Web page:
Normally you will be given an interscalene nerve block during the operation. This acts as an excellent pain relief and for a short while after your operation your shoulder and arm may feel numb. When this wears off, your shoulder can feel more sore. You will be given some painkillers to take after the operation. When you begin to feel sensation returning to your shoulder (often a "pins and needles" feeling), you should start taking the pain medication that you have been given. Don't wait for your shoulder to start hurting, as pain is best managed before it gets acute. To keep the pain under control, use your medication regularly to begin with. After a couple of days, you can begin to lower the amount you take and then cease the medication altogether once any pain has subsided. If the pain does not seem to get better, or if you need more pain medication, please contact Mr. Cole.

A cold compress can also help with pain relief and swelling at the site of your operation. If you use an ice pack it is important you keep the wounds dry.

Risks

All operations involve a small element of risk. In rotator cuff repairs, these can include:

  • Complications relating to the anaesthetic such as sickness, nausea or rarely cardiac, respiratory or neurological issues (less than 1% each, i.e. less than one person out of one hundred).

  • Infection. These are usually superficial wound problems. Occasionally deep infection may occur many months after the operation (less than 1%).

  • Persistent pain or stiffness in or around the shoulder (10% of patients could still have some symptoms despite the operation).

  • Damage to the nerves and blood vessels around the shoulder (less than 1%).

  • A need to re-do the surgery. In some cases it is possible for the muscle to re-tear. The risk of this happening depends on the size of the original injury and how well it heals following the operation.

Please discuss these issues with Mr. Cole if you would like further information.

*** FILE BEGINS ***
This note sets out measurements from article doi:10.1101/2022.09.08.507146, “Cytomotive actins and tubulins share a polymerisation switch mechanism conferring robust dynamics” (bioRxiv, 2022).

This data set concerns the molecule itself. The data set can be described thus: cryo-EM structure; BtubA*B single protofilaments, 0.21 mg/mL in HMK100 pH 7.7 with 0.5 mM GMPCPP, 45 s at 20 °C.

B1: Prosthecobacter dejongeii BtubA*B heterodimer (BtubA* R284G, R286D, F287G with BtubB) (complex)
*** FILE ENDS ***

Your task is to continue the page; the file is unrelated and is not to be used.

Recovery

Follow-up appointments

You will usually be invited to attend an outpatient clinic two weeks following your operation, where the wound will be examined and your dressing removed. If you need any stitches removing, this will be discussed with you and, if appropriate a time to do this will be arranged with you (normally at least ten days after your operation).

After about six to eight weeks you will be asked to return so that Mr. Cole can check on your progress. You may discuss any concerns you have during these appointments. Alternatively, should you have a concern, you may telephone Mr. Cole's clinic at any time following your operation.

The wound

Keep the wound dry until it is healed. This is normally for 10 to 14 days. You can shower or wash and use ice packs, but you will need to keep the wound dry. You can protect it with a waterproof dressing. These will be provided to you on your discharge from hospital. Avoid using spray deodorants, talcum powder or perfumes near or on the scar.

The sling

Your arm will be immobilised in a sling for about three to five weeks. It comes with a body strap which keeps your arm close to your body. This is to protect the surgery during the early phases of healing and to make your arm more